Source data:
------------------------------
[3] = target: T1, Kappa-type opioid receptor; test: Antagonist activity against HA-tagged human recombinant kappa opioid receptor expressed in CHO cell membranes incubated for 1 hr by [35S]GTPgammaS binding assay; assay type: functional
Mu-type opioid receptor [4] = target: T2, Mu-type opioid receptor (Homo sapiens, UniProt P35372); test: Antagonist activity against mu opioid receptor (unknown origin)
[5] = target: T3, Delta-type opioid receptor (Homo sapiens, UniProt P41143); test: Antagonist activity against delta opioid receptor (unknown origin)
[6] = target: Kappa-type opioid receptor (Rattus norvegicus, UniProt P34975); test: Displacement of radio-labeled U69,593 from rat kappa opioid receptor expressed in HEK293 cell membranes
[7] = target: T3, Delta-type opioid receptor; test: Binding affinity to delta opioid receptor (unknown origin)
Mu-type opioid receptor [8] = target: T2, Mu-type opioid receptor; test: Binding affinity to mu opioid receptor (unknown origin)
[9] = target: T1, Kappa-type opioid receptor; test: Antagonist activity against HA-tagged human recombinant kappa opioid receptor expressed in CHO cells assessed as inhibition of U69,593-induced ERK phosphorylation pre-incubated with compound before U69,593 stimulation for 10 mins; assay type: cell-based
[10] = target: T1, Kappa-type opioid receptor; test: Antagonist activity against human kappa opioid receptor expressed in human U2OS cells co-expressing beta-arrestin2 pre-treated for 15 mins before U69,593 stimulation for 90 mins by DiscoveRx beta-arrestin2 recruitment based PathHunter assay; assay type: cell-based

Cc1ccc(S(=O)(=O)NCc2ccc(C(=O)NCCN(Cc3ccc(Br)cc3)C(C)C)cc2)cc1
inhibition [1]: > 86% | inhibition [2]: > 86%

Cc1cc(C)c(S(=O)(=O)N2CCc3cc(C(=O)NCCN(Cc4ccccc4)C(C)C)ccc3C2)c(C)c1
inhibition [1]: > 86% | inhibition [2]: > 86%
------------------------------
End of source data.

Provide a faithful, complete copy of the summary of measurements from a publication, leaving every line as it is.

[3] = target: T1, Kappa-type opioid receptor; test: Antagonist activity against HA-tagged human recombinant kappa opioid receptor expressed in CHO cell membranes incubated for 1 hr by [35S]GTPgammaS binding assay; assay type: functional
Mu-type opioid receptor [4] = target: T2, Mu-type opioid receptor (Homo sapiens, UniProt P35372); test: Antagonist activity against mu opioid receptor (unknown origin)
[5] = target: T3, Delta-type opioid receptor (Homo sapiens, UniProt P41143); test: Antagonist activity against delta opioid receptor (unknown origin)
[6] = target: Kappa-type opioid receptor (Rattus norvegicus, UniProt P34975); test: Displacement of radio-labeled U69,593 from rat kappa opioid receptor expressed in HEK293 cell membranes
[7] = target: T3, Delta-type opioid receptor; test: Binding affinity to delta opioid receptor (unknown origin)
Mu-type opioid receptor [8] = target: T2, Mu-type opioid receptor; test: Binding affinity to mu opioid receptor (unknown origin)
[9] = target: T1, Kappa-type opioid receptor; test: Antagonist activity against HA-tagged human recombinant kappa opioid receptor expressed in CHO cells assessed as inhibition of U69,593-induced ERK phosphorylation pre-incubated with compound before U69,593 stimulation for 10 mins; assay type: cell-based
[10] = target: T1, Kappa-type opioid receptor; test: Antagonist activity against human kappa opioid receptor expressed in human U2OS cells co-expressing beta-arrestin2 pre-treated for 15 mins before U69,593 stimulation for 90 mins by DiscoveRx beta-arrestin2 recruitment based PathHunter assay; assay type: cell-based

Cc1ccc(S(=O)(=O)NCc2ccc(C(=O)NCCN(Cc3ccc(Br)cc3)C(C)C)cc2)cc1
inhibition [1]: > 86% | inhibition [2]: > 86%

Cc1cc(C)c(S(=O)(=O)N2CCc3cc(C(=O)NCCN(Cc4ccccc4)C(C)C)ccc3C2)c(C)c1
inhibition [1]: > 86% | inhibition [2]: > 86%